112. It will need to be shown on the basis of objective factors that the pricing of the dominant company has a predatory intent, that it objectively speaking is part of a strategy or
plan to predate. This can be shown with the help of various elements, which individually or together may prove such a strategy. The following elements may in particular be important in this respect: direct evidence of intent, evidence that the pricing only makes commercial sense as part of a predatory strategy, the actual or likely exclusion of the prey, whether certain customers are selectively targeted, whether the dominant company actually incurred specific costs in order for instance to expand capacity, the scale, duration and continuity of the low pricing, the concurrent application of other exclusionary practices, the possibility of the dominant company to off-set its losses with profits earned on other sales and its possibility to recoup the losses in the future through (a return to) high prices. Such a strategy or plan, by showing objective intent, is also an indication of likely effect.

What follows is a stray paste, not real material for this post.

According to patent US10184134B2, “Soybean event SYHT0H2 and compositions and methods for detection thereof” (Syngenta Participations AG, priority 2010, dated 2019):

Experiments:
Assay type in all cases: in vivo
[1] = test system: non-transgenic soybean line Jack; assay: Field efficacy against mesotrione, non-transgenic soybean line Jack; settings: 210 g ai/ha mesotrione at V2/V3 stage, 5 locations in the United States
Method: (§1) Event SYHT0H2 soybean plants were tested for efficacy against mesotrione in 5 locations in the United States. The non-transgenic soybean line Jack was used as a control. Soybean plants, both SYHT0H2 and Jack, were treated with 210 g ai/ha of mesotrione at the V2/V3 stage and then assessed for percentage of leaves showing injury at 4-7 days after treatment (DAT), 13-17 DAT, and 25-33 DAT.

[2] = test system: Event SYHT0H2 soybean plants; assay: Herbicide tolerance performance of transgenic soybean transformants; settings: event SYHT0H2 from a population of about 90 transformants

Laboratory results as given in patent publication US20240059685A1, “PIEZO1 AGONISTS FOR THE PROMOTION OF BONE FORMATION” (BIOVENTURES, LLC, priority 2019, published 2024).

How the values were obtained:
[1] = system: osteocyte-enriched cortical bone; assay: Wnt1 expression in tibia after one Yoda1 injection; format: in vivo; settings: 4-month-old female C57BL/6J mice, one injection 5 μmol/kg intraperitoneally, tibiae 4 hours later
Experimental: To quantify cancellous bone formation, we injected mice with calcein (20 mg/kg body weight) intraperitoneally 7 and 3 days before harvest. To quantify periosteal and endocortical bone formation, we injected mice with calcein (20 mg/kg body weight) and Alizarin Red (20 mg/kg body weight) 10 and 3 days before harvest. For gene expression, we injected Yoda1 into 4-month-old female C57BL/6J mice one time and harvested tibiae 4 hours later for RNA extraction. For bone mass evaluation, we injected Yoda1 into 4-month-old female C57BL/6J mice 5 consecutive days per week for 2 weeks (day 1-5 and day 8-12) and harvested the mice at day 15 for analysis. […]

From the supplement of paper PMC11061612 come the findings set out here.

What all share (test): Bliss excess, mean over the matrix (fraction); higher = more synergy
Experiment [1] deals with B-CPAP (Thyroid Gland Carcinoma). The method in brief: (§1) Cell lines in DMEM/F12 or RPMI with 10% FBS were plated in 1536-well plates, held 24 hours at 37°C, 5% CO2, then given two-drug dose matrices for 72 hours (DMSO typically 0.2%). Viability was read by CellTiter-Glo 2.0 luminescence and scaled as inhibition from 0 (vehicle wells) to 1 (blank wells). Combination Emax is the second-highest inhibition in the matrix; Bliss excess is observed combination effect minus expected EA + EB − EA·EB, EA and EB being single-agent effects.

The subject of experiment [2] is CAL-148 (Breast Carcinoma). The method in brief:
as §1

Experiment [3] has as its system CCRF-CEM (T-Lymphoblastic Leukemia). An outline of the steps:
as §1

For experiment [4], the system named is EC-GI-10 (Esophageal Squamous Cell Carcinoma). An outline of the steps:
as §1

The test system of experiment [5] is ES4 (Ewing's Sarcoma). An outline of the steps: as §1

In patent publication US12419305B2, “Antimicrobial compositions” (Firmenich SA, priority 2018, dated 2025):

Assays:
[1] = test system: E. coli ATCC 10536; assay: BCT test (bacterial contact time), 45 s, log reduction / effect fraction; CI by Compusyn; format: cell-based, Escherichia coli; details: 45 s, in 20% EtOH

DIRECT EVIDENCE OF A PREDATORY STRATEGY
g. Domco’s documents
Direct evidence of a predatory strategy can consist of documents from the dominant
company, such as a detailed plan demonstrating the use of predatory prices to exclude a rival, to prevent entry or to pre-empt the emergence of a market, or evidence of concrete threats of predatory action. Such evidence needs to be clear cut about the predatory strategy and for instance indicate the specific steps the dominant company is taking and not just concern company internal general talk that the dominant company “will crush the competition”.71
If direct evidence, no need to prove other elements
114. In case of such direct evidence it does not need to be shown that also other elements point towards predation. It may be assumed that the dominant company, as it has devised a clear strategy to predate, also has the means to predate and that its pricing behaviour does or will
71 For instance in the AKZO case, the Court agreed with the Commission that there was clear evidence of AKZO threatening ECS in two meetings with below cost pricing if it did not withdraw from the organic peroxides market. In addition there was a detailed plan, with figures, describing the measures that AKZO would put into effect if ECS would not withdraw from the market.